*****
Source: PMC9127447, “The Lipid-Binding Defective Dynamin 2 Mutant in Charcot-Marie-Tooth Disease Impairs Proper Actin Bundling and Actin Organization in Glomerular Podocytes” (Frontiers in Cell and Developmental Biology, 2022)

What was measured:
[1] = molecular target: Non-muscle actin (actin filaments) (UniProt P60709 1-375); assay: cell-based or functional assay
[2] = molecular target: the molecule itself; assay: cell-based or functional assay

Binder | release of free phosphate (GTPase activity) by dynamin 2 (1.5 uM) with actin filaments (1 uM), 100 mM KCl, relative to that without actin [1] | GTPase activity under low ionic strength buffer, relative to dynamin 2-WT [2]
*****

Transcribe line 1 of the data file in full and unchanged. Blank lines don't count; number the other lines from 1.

Source: PMC9127447, “The Lipid-Binding Defective Dynamin 2 Mutant in Charcot-Marie-Tooth Disease Impairs Proper Actin Bundling and Actin Organization in Glomerular Podocytes” (Frontiers in Cell and Developmental Biology, 2022)